Grade: A-F, I don’t really know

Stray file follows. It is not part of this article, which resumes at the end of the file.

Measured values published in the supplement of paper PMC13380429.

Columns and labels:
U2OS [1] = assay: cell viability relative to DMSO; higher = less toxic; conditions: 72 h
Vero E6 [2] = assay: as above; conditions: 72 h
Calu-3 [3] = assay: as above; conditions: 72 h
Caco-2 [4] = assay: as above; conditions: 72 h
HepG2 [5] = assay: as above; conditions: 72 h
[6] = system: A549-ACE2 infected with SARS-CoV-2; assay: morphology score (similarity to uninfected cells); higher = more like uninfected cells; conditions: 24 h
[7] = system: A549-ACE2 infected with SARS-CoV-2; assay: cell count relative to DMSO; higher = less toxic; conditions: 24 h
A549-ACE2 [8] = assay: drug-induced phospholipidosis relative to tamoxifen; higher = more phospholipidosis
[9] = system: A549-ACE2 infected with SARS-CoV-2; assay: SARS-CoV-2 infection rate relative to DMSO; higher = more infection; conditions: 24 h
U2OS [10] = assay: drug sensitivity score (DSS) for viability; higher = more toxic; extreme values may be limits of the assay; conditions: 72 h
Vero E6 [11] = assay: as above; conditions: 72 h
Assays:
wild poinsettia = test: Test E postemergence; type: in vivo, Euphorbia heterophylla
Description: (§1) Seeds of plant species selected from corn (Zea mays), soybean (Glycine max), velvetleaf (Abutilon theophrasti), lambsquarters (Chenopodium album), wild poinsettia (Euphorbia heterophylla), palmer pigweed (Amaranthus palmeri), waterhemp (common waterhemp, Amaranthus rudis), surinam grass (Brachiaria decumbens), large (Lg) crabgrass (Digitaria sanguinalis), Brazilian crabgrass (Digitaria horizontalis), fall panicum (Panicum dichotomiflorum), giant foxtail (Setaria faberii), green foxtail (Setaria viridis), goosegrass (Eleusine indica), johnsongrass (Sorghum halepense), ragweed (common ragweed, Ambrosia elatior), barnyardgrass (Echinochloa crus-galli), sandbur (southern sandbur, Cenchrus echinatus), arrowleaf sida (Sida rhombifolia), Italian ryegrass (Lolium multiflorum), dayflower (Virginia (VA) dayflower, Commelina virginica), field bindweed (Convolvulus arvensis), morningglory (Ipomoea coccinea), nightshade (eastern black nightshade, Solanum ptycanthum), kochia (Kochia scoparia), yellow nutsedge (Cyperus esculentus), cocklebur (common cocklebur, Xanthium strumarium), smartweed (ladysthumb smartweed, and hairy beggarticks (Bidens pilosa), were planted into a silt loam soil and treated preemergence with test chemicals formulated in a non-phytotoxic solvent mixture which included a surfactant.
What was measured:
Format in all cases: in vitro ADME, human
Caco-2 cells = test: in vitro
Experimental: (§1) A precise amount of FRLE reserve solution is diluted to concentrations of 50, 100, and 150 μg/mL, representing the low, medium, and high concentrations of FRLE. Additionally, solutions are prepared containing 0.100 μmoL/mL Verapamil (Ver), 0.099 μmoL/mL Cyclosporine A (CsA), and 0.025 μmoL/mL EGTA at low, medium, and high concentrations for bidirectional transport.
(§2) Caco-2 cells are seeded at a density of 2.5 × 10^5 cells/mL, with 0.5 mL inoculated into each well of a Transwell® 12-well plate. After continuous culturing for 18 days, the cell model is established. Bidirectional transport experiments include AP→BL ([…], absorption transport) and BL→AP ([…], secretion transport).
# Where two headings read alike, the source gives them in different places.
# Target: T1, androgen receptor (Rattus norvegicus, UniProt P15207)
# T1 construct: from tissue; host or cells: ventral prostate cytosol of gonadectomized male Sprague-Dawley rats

It should be known that I am not a very big fan of Jim Carrey. The whole facial contortion/funny sounds/being loud/arm flailing gig got old for me, very quickly. So the only movies that I really enjoy with Jim Carrey are ones that he actually tries to act in. Eternal Sunshine of the Spotless Mind and, for the most part, The Truman Show were quite good. In I Love You Phillip Morris Jim Carrey just acts, and for that reason alone this movie will be added to my list of acceptable Jim Carrey movies. I Love You Phillip Morris is directed and written by Glenn Ficarra and John Requa, the directors of Crazy, Stupid, Love which just hit theater and the writers of such smash hits as Cats & Dogs and Bad Santa. That said, the writing and directing aren’t particularly astonishing. However, this movie is based on the true story of Steven Jay Russell, a con artist who was great at escaping from prison. The true story is amazing, and worth side research after watching the film. The film does do justice to the story, and so does Jim Carrey. His performance as Steven is actually quite good. Ewan McGregor also appears in the film as the titular Phillip Morris, Steven’s gay lover. There are a lot of homosexual sex scenes in the film, so if you are the type of person who would get “offended” by that sort of thing or would be uncomfortable I’m going to tell you now you should probably avoid the film or at least maybe avert your eyes for those parts. If you aren’t a total vagina, I would recommend this film. I thought it was pretty darn enjoyable.